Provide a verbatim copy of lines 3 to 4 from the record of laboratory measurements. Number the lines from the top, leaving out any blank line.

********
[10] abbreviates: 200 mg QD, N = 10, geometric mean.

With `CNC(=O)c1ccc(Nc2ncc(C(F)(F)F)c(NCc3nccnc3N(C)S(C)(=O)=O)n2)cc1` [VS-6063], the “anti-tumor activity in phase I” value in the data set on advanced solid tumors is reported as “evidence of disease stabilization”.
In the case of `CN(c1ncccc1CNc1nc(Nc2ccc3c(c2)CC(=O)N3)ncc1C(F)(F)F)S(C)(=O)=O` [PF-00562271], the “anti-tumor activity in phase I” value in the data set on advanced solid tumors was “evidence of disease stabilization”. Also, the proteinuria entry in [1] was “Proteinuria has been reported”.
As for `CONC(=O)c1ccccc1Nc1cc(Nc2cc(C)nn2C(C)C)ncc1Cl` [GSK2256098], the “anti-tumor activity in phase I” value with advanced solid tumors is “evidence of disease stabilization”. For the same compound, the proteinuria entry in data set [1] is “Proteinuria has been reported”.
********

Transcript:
In the case of `CN(c1ncccc1CNc1nc(Nc2ccc3c(c2)CC(=O)N3)ncc1C(F)(F)F)S(C)(=O)=O` [PF-00562271], the “anti-tumor activity in phase I” value in the data set on advanced solid tumors was “evidence of disease stabilization”. Also, the proteinuria entry in [1] was “Proteinuria has been reported”.
As for `CONC(=O)c1ccccc1Nc1cc(Nc2cc(C)nn2C(C)C)ncc1Cl` [GSK2256098], the “anti-tumor activity in phase I” value with advanced solid tumors is “evidence of disease stabilization”. For the same compound, the proteinuria entry in data set [1] is “Proteinuria has been reported”.